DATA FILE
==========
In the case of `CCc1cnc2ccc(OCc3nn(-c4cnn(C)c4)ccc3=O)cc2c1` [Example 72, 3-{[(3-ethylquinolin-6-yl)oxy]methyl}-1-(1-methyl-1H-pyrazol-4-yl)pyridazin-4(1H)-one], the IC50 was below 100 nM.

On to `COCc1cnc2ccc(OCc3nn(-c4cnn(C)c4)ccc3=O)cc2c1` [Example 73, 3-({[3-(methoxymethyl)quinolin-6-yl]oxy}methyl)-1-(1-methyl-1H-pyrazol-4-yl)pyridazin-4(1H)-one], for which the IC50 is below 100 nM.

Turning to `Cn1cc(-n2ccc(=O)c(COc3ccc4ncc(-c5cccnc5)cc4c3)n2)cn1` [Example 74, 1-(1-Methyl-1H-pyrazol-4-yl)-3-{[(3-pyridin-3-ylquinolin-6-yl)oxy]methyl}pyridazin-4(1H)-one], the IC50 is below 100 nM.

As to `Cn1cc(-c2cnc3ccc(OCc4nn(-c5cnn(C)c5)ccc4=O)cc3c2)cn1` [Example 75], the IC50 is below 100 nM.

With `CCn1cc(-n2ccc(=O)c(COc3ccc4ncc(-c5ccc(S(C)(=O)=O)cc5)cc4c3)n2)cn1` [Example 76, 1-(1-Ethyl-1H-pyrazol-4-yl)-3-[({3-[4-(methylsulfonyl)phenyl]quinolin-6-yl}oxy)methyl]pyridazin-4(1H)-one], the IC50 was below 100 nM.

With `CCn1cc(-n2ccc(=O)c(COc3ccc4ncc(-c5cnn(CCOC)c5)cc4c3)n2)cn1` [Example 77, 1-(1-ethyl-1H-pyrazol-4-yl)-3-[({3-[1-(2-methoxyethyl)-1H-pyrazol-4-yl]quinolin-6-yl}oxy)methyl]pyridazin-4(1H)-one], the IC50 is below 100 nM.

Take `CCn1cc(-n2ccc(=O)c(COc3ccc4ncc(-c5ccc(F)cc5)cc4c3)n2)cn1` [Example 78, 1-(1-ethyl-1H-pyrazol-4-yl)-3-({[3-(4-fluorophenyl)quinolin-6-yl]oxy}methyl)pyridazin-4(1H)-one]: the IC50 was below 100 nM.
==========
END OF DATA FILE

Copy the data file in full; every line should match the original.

In the case of `CCc1cnc2ccc(OCc3nn(-c4cnn(C)c4)ccc3=O)cc2c1` [Example 72, 3-{[(3-ethylquinolin-6-yl)oxy]methyl}-1-(1-methyl-1H-pyrazol-4-yl)pyridazin-4(1H)-one], the IC50 was below 100 nM.

On to `COCc1cnc2ccc(OCc3nn(-c4cnn(C)c4)ccc3=O)cc2c1` [Example 73, 3-({[3-(methoxymethyl)quinolin-6-yl]oxy}methyl)-1-(1-methyl-1H-pyrazol-4-yl)pyridazin-4(1H)-one], for which the IC50 is below 100 nM.

Turning to `Cn1cc(-n2ccc(=O)c(COc3ccc4ncc(-c5cccnc5)cc4c3)n2)cn1` [Example 74, 1-(1-Methyl-1H-pyrazol-4-yl)-3-{[(3-pyridin-3-ylquinolin-6-yl)oxy]methyl}pyridazin-4(1H)-one], the IC50 is below 100 nM.

As to `Cn1cc(-c2cnc3ccc(OCc4nn(-c5cnn(C)c5)ccc4=O)cc3c2)cn1` [Example 75], the IC50 is below 100 nM.

With `CCn1cc(-n2ccc(=O)c(COc3ccc4ncc(-c5ccc(S(C)(=O)=O)cc5)cc4c3)n2)cn1` [Example 76, 1-(1-Ethyl-1H-pyrazol-4-yl)-3-[({3-[4-(methylsulfonyl)phenyl]quinolin-6-yl}oxy)methyl]pyridazin-4(1H)-one], the IC50 was below 100 nM.

With `CCn1cc(-n2ccc(=O)c(COc3ccc4ncc(-c5cnn(CCOC)c5)cc4c3)n2)cn1` [Example 77, 1-(1-ethyl-1H-pyrazol-4-yl)-3-[({3-[1-(2-methoxyethyl)-1H-pyrazol-4-yl]quinolin-6-yl}oxy)methyl]pyridazin-4(1H)-one], the IC50 is below 100 nM.

Take `CCn1cc(-n2ccc(=O)c(COc3ccc4ncc(-c5ccc(F)cc5)cc4c3)n2)cn1` [Example 78, 1-(1-ethyl-1H-pyrazol-4-yl)-3-({[3-(4-fluorophenyl)quinolin-6-yl]oxy}methyl)pyridazin-4(1H)-one]: the IC50 was below 100 nM.